How Bernard Trottier upset Michael Ignatieff

Trottier pulled off the biggest election night shocker of them all

The giant killer

Photograph by Blair Gable

The Longest Yard Restaurant & Bar on Bloor St. West in Toronto is a little unusual; you can tell because its website has a “politics” section. The pub is particularly famous for two things: its chili, and its political dinner debates. About a year ago, it hosted a discussion of Senate reform led by Liberal Sen. Art Eggleton and Conservative Sen. Hugh Segal. Part of the fun (if this is your idea of fun) was a long quiz on the rules and lore of the Senate. No one was too surprised when a familiar 46-year-old local businessman and political trivia enthusiast scored 100 per cent and walked off with the honours.

The pub is in the riding of Etobicoke-Lakeshore, and shortly before the May 2 election, the management made a surprising prediction in a press release: its pub-quiz winner would become its MP. Conservative Bernard Trottier, a business consultant for IBM Global Services, stunned the country by following through and defeating the incumbent, Liberal leader Michael Ignatieff. It is the first personal defeat for a Liberal leader in a general election since 1945, when late-arriving CCF soldier ballots in Prince Albert, Sask., added a small blot of humiliation to prime minister William Lyon Mackenzie King’s resounding national victory.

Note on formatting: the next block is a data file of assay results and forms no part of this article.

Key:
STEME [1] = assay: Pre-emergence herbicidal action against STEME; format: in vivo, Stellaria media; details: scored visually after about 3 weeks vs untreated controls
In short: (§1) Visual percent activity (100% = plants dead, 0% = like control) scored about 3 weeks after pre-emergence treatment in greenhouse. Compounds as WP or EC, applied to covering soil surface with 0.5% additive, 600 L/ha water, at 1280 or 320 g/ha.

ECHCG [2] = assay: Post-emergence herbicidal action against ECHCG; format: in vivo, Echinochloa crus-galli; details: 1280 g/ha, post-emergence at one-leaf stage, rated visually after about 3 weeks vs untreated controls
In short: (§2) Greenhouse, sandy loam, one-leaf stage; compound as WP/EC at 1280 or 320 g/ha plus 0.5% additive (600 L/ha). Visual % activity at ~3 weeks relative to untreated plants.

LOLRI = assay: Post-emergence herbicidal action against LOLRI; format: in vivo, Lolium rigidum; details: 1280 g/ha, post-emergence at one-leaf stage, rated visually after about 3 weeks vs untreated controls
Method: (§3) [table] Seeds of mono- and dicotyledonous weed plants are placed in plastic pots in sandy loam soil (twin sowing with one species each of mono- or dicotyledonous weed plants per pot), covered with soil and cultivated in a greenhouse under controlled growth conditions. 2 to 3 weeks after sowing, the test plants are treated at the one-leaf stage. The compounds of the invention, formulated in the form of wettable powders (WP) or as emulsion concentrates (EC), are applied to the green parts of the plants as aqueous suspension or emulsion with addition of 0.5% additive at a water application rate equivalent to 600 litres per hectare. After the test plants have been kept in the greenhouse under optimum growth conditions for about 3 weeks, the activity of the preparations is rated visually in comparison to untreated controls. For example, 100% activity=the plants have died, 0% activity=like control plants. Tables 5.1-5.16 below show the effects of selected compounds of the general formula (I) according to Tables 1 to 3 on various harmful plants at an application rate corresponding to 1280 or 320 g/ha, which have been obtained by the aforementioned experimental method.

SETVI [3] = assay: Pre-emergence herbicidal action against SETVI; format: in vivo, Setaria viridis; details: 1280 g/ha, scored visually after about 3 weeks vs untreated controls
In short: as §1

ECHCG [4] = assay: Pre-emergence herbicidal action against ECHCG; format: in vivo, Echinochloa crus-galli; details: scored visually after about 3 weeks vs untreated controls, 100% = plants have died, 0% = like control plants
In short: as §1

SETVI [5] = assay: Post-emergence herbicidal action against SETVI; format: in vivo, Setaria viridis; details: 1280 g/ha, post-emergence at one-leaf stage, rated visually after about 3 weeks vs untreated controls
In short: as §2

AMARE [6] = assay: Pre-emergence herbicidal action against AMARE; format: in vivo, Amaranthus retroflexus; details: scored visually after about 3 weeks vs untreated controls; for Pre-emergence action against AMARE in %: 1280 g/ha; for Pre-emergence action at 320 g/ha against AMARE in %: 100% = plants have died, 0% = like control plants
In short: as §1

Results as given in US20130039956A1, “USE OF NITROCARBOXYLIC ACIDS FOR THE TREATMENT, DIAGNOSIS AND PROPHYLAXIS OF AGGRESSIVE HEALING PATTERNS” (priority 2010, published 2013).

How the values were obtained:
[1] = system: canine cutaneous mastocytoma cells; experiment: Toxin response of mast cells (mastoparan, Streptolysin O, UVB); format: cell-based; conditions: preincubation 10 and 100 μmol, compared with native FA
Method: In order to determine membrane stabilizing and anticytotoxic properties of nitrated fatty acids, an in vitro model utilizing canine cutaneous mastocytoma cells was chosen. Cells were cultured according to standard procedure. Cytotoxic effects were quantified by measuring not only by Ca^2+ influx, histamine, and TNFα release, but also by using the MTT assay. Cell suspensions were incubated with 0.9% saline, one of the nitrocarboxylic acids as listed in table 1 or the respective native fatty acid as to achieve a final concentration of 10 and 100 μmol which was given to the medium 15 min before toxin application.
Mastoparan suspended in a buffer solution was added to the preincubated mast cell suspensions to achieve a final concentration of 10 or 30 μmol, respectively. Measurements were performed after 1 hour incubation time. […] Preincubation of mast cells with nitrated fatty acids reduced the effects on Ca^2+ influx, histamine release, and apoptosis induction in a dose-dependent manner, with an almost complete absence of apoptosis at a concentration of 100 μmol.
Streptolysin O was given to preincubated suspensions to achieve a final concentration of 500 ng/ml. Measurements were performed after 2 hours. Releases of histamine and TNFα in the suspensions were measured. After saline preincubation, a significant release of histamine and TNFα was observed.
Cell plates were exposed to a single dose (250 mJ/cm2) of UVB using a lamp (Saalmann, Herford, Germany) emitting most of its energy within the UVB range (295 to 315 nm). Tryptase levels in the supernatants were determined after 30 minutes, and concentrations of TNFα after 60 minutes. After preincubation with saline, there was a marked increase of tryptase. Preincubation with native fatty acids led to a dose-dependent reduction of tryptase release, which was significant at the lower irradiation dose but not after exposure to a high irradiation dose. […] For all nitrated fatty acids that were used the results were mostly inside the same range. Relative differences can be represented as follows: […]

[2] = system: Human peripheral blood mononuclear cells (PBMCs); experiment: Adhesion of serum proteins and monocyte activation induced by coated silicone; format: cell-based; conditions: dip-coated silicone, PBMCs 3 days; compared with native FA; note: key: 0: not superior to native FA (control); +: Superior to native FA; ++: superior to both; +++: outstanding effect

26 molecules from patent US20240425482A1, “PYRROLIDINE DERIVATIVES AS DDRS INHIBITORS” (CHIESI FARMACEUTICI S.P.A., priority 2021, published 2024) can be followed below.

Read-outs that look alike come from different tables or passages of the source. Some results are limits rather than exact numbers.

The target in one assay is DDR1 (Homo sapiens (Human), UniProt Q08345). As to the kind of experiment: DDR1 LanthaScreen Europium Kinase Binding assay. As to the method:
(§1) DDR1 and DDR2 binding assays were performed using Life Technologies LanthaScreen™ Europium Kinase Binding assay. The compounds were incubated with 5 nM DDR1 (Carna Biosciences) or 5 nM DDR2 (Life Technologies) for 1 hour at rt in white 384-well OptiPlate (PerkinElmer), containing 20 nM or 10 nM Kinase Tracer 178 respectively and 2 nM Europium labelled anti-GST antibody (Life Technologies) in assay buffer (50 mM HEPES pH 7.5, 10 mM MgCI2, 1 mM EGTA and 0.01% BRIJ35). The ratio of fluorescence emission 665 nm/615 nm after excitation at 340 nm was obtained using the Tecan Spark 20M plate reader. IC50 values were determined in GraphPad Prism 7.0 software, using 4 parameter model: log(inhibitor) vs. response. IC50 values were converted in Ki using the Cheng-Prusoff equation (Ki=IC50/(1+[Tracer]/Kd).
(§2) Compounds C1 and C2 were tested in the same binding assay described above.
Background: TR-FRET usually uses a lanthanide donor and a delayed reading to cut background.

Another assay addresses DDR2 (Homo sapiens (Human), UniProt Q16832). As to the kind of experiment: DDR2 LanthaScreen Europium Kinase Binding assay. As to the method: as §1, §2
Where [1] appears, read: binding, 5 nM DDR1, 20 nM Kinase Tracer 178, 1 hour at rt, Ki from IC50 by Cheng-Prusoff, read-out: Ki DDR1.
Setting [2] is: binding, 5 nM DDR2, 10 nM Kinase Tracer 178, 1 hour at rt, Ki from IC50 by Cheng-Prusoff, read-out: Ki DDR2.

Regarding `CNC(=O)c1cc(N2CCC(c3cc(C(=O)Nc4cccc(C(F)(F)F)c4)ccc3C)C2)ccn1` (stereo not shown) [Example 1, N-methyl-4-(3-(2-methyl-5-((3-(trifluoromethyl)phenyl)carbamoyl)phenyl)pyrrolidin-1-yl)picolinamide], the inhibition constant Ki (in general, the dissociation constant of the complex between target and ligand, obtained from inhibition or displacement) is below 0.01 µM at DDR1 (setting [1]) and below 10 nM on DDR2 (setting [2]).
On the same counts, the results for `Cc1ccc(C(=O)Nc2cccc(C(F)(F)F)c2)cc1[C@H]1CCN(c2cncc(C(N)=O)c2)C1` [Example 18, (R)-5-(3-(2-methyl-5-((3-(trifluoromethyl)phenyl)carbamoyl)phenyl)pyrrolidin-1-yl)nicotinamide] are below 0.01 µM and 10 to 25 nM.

Trottier, for all his love of parliamentary minutiae, did not originally set out to kill the giant with his own hands. As president of the Conservative riding association, he spent much of 2009 seeking prominent local citizens willing to enter a race against a glamorous Opposition leader who was having fireside chats with Barack Obama. “A lot of these people pointed the finger at me and said I should run,” says Trottier, a father of two who grew up in a French-speaking home in St. Paul, Alta., and hasn’t quite been able to abandon his beloved Edmonton Oilers. “As someone with a young family, I wasn’t that keen to do it. For a while, in my career, I’d been on a plane every week travelling to some part of the world, but I’d finally developed a base of local clients and achieved a nice work-life balance.”